Student uniform
Hiroaki Une (then, 12)
Place of exposure: unknown
Donated by Yoshie Chikashige (older sister)

Warped glass bottle
Bunji Akita (then, 15)
Donated by Sumiko Akita (wife)
Hiroaki Une, a first-year student at First Hiroshima Prefectural Junior High School, was exposed on the way from his home to school. His mother, Hana, and older sister Yoshie looked desperately for him from the 7th (the next day) to the 15th (the end of the war). They never found Hiroaki. The last time the family saw him on the morning of the 6th. He had spied the train coming from far away and was rushing off while tying his gaiters on. Hana treasured his extra student uniform all these years.   The day after the bombing, Bunji Akita was mobilized to join a rescue team in the city. During his week of relief activities at Honkawa Elementary School, he picked up this warped glass bottle.

Personal seal
Sato Yamaka (then, 50)
Approx. 300m from the hypocenter
Donated by Eiso Yamaka (child)

Ceramic bowls fused in a stack
Yoshio Komoto (then, 18)
Approx. 900m from the hypocenter
Donated by Tadahisa Sasaki (younger brother)
Sato Yamaka was killed by the bombing at home, Zaimoku-cho. When Eiso in Tokyo learned of the bombing, he returned to Hiroshima. On August 13, he was reunited with his older brother Yoshio. The next day, Eiso visited the burnt ruins of their home. In the family safe, the only possession to survive the fires, he found the personal seal that belonged to his mother, a Japanese dressmaker teacher. Eiso took it with him and treasured it as a keepsake.   Yoshio Komoto was exposed at work, Ote-machi. Trapped under the collapsed company building, he desperately worked his way out only to encounter a sea of fire and driving black rain. He jumped into the Motoyasugawa River in front of the company and swam towards his home. Yoshio suffered such high fever, diarrhea, and vomiting blood that he expected to die. Somehow, he recovered. He found this in Sakai-machi about a month after the bombing.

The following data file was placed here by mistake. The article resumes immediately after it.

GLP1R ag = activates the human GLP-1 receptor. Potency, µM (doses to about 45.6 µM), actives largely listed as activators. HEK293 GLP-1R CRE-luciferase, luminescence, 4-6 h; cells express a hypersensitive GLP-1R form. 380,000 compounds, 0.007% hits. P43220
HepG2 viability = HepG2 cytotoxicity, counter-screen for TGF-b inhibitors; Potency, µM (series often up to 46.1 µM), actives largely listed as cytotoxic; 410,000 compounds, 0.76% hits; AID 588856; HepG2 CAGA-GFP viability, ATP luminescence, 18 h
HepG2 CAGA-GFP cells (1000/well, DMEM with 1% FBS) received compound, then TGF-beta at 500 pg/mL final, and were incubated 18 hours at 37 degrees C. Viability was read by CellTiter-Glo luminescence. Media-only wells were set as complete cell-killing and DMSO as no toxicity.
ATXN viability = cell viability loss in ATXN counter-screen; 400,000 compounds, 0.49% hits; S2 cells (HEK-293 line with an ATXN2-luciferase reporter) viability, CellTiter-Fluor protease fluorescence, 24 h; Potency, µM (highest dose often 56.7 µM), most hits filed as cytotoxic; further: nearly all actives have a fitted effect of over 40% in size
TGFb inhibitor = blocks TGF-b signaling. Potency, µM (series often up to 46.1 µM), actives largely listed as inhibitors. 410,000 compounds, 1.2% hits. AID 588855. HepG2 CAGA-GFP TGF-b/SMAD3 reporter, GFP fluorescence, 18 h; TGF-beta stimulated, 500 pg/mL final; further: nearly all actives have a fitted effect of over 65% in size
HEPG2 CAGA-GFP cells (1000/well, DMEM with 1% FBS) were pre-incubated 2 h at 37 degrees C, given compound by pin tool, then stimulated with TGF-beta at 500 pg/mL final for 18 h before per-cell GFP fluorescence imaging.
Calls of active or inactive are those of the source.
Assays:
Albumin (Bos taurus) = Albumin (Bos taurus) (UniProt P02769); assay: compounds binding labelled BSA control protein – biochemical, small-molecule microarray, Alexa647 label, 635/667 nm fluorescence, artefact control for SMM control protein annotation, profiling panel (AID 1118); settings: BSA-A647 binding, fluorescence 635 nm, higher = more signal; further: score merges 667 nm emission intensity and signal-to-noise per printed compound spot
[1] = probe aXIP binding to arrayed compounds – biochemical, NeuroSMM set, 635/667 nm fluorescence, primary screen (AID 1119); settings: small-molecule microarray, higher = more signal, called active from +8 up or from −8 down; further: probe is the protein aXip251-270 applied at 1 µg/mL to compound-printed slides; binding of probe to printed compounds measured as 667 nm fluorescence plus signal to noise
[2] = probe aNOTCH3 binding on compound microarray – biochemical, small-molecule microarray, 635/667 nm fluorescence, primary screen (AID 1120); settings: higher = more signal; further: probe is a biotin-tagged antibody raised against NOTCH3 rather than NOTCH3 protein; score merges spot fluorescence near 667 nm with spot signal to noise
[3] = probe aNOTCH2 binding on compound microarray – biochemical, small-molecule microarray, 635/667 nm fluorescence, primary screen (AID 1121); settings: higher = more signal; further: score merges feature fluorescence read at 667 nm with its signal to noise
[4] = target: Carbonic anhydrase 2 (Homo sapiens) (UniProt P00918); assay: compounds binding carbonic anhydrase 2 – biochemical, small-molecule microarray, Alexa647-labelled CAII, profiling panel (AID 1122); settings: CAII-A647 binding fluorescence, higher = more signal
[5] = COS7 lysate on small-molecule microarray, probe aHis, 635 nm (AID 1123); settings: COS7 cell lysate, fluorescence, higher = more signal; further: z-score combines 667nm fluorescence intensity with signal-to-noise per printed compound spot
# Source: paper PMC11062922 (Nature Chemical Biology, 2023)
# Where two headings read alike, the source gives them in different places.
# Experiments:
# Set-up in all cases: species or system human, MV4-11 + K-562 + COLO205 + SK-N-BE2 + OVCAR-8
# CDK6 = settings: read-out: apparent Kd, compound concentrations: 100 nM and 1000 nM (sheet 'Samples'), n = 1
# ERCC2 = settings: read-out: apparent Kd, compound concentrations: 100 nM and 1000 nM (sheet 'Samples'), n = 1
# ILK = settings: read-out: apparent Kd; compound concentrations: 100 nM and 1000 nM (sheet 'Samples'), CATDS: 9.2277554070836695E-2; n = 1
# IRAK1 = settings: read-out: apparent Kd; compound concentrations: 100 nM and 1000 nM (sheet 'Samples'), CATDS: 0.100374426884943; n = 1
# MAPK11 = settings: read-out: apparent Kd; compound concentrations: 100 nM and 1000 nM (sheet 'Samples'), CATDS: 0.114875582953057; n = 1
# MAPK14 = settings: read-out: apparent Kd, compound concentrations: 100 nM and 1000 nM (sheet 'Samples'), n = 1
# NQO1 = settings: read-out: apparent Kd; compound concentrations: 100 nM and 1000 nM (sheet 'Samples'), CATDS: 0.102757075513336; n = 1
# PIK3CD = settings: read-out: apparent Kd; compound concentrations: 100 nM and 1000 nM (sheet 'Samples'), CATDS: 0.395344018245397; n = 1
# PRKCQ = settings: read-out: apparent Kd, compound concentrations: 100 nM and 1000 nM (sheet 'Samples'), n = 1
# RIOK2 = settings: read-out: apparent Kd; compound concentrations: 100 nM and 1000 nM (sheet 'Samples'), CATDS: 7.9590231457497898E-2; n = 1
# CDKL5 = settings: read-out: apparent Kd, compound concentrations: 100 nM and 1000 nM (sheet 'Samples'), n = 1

Letter to a wife
Tameichi Zenitani (then, 37) Donated by Kimiyo Zenitani (wife)

Leather belt
Donated by Tsuyoshi Tamaoka
Tameichi Zenitani was exposed near his dormitory at Ote-machi 5-chome. Learning of her husband's death, Kimiyo withstood family opposition and entered the city one week later carrying her newborn daughter and leading her older daughter and her son. They were unable to find Tameichi. Kimiyo treasured this letter that Tameichi had written to her on July 13, 1945.   About 30 years after the war ended, Tsuyoshi Tamaoka found this leather belt. A soldier during the war, he immediately recognized it as an army belt. Because a part is burned, he thought it had been exposed to the atomic bombing and felt he had to keep it. Probably, the owner of the belt was wearing the belt when he was exposed from the back.

The Entrusted Past and Future
New Materials Donated for the 60th Anniversary of the Atomic Bombings

Overview of the Nationwide Solicitation of A-bomb Artifacts, Photographs of the Deceased, and Eyewitness Accounts
Emotions Revealed
    * Memories of That Day
    * An Unquenchable Sorrow
    * Remnants of Those Who Never Returned
  Emotions Entrusted to Us
    * --The New Materials--
  Results of the Nationwide Solicitation of A-bomb Artifacts, Photographs of the Deceased, and Eyewitness Accounts
    * Hiroshima Peace Memorial Museum Collection Materials